WCAB’s “Grant and Study” Procedure Challenged As Unconstitutional and Unlawful
A group of injured workers has petitioned the Court of Appeal to determine whether the Workers Compensation Appeals Board (WCAB or Board) may legally grant itself indefinite extensions of time to issue final decisions regarding appeals from trial-level court rulings.
A party to a workers’ compensation case may appeal a trial-level ruling by filing a Petition for Reconsideration with the Board which is currently staffed by 6 Commissioners. The Labor Code requires that these appeals be decided by the WCAB within 60 days. However, in many cases the Board, following an unwritten, self-adopted policy and procedure, issues so-called “grant and study” orders which extend that time period indefinitely. In response to a recent public records act request, the WCAB provided data demonstrating that it has issued such “grant and study” orders in over 500 cases within a 3-year period alone, many of which remain undecided for years at time. While these cases remain in the WCAB’s “administrative limbo”, the injured workers involved in those cases are prevented from receiving the full range of workers’ compensation remedies and benefits to which they would otherwise be entitled. Employers and insurance companies are also prejudiced by the lack of finality.
On Friday, March 4, 2022, a petition for a writ of mandate was filed in the Court of Appeal, Second Appellate District. The petition requests that Court of Appeal find that the “grant and study” procedure is unconstitutional and unlawful, revoke all of the “grant and study” orders issued by the WCAB, and order the WCAB to provide a timetable within which it will render final decisions in all cases where such “grant and study” orders have been issued. This case is entitled Michele Earley, et al. v. The Workers’ Compensation Appeals Board of the State of California, et al., Case No. B318842, and has been assigned to Division of 8 of the Second District Court of Appeal.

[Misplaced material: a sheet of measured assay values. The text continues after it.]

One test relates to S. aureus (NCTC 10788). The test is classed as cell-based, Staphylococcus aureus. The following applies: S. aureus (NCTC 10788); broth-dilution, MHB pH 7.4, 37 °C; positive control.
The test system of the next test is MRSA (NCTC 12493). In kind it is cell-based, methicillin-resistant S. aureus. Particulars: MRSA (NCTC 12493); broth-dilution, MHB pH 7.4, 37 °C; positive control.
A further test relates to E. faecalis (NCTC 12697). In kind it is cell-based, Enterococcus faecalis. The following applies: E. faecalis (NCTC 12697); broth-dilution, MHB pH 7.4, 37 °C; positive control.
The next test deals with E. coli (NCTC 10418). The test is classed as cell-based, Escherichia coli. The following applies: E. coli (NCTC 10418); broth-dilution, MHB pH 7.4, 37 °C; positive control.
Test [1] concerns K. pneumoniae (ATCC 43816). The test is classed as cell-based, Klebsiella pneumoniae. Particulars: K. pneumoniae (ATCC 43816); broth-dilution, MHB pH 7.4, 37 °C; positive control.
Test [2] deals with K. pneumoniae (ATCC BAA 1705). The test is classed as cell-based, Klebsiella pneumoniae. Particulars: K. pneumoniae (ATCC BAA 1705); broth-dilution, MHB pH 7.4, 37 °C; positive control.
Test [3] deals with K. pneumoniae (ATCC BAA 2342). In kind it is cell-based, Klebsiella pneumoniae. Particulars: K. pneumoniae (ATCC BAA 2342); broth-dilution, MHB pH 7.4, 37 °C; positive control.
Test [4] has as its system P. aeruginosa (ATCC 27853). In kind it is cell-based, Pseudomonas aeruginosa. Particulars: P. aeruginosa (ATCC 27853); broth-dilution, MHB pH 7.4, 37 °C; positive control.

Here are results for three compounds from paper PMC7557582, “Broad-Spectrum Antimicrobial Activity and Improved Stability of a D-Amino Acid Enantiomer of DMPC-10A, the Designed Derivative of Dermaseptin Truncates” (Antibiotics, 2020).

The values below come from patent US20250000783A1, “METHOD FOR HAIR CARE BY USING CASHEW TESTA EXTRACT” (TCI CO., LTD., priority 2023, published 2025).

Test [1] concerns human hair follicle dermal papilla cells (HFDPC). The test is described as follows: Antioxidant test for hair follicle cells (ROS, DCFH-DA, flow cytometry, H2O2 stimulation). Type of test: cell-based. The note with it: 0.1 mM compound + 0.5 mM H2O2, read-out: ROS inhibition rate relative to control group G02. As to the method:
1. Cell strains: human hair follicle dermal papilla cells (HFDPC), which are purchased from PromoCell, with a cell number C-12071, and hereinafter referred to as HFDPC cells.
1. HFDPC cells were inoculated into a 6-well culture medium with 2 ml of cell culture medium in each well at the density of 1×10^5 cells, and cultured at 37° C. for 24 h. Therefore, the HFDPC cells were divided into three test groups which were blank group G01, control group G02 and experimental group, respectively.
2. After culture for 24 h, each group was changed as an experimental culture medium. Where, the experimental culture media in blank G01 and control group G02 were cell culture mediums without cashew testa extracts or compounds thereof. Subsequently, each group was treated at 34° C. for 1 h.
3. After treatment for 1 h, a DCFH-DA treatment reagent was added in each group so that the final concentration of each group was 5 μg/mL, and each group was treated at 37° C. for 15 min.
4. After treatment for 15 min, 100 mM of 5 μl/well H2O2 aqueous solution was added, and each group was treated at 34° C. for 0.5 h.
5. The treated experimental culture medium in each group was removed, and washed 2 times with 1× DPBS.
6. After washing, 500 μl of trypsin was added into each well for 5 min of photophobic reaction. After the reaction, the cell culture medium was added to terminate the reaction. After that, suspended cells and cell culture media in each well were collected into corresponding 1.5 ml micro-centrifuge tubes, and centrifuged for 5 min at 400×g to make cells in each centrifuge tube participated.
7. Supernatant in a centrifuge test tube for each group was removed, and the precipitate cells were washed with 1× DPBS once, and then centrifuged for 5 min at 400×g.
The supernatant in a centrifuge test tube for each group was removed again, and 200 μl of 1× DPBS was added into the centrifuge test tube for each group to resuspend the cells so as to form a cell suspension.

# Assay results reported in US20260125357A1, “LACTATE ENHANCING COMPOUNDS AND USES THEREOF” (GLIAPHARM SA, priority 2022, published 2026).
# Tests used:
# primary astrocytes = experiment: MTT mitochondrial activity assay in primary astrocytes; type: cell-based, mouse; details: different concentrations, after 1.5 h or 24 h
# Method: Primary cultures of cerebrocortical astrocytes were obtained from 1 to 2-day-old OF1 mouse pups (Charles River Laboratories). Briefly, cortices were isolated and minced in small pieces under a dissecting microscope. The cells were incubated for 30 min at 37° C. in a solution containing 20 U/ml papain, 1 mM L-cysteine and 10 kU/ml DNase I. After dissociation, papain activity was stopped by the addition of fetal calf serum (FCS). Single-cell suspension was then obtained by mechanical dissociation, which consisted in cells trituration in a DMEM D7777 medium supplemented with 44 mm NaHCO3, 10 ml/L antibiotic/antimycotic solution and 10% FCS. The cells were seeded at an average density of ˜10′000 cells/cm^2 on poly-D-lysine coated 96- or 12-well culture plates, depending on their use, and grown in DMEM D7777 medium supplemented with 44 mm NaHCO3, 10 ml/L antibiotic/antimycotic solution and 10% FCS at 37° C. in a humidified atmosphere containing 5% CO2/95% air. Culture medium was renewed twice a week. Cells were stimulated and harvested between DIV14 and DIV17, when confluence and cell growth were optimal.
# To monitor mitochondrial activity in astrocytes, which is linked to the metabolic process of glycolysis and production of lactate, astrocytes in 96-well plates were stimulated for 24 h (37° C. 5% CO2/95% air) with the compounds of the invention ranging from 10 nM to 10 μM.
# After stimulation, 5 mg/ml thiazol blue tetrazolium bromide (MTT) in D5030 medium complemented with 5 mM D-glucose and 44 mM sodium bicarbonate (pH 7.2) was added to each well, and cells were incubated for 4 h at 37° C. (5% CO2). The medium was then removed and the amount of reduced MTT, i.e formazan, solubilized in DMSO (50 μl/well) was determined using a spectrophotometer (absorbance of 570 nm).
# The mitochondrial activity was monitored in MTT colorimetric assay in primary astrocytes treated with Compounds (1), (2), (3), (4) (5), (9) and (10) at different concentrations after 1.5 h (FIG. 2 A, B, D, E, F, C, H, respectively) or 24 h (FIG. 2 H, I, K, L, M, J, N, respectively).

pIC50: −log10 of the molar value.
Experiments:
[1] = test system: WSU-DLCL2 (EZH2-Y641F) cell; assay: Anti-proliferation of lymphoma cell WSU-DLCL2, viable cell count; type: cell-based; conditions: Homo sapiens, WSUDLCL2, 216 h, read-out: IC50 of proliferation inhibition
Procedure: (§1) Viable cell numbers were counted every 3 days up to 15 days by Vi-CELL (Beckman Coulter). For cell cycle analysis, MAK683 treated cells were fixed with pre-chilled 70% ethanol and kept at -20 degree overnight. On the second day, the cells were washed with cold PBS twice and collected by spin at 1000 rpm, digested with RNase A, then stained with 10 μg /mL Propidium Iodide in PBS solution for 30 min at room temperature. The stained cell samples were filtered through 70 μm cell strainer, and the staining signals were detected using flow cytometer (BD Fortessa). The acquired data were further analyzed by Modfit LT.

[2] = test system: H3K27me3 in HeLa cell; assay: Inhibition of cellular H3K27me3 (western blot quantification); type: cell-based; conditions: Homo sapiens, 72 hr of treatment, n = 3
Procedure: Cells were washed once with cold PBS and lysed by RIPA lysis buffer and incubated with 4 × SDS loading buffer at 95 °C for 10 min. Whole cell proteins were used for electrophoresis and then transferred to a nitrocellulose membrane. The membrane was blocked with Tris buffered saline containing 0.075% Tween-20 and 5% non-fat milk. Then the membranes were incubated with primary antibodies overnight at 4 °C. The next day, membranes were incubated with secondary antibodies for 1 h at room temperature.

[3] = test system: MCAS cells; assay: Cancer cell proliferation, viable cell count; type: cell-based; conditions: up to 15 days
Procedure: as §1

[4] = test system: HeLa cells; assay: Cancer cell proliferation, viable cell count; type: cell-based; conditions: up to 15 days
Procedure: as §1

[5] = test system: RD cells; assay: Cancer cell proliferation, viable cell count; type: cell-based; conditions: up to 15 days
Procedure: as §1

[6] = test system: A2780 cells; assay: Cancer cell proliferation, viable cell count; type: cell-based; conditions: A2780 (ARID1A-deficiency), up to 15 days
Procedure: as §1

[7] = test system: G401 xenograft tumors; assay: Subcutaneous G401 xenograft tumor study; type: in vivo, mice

Tom Martin, one of the co-signers of the petition in the Earley case said: “The California Constitution requires that the workers’ compensation system function in an “expeditious” manner, and the legislature passed laws to assure that. The system works best when injured workers and employers can get their disputes resolved as quickly as possible”.
Charles Rondeau, a co-signer of the petition explained: “As the data produced by the WCAB itself proves, the Board faces the daunting task of deciding a large number of petitions for reconsideration. Anecdotal information clearly suggests that the WCAB’s continued utilization of the “grant and study” procedure is that the Board lacks adequate resources to render final decisions regarding these petitions within the time limit established by law. While the workers’ compensation community can certainly empathize with the WCAB’s plight, the appropriate manner for the Board to address the situation is not to continue employing an ad hoc “workaround” which is impermissible under California statutes and which is inconsistent with the California Constitution that explicitly requires that the WCAB decide disputes “expeditiously, inexpensively and without incumbrance of any kind”. The “grant and study” procedure has been utilized by the Board for decades without a single decision by an appellate court directly addressing and definitively validating its constitutionality and lawfulness. The time has come for such a determination to be made and for the WCAB to seek sustainable, long-term solutions to the challenges which it is facing in rendering timely final decisions. This Petition provides an opportunity for the WCAB to explore and then implement such solutions.”
A copy of the petition filed in the Earley case can be found here:
For further information regarding the petition, please contact Mr. Martin or Mr. Rondeau.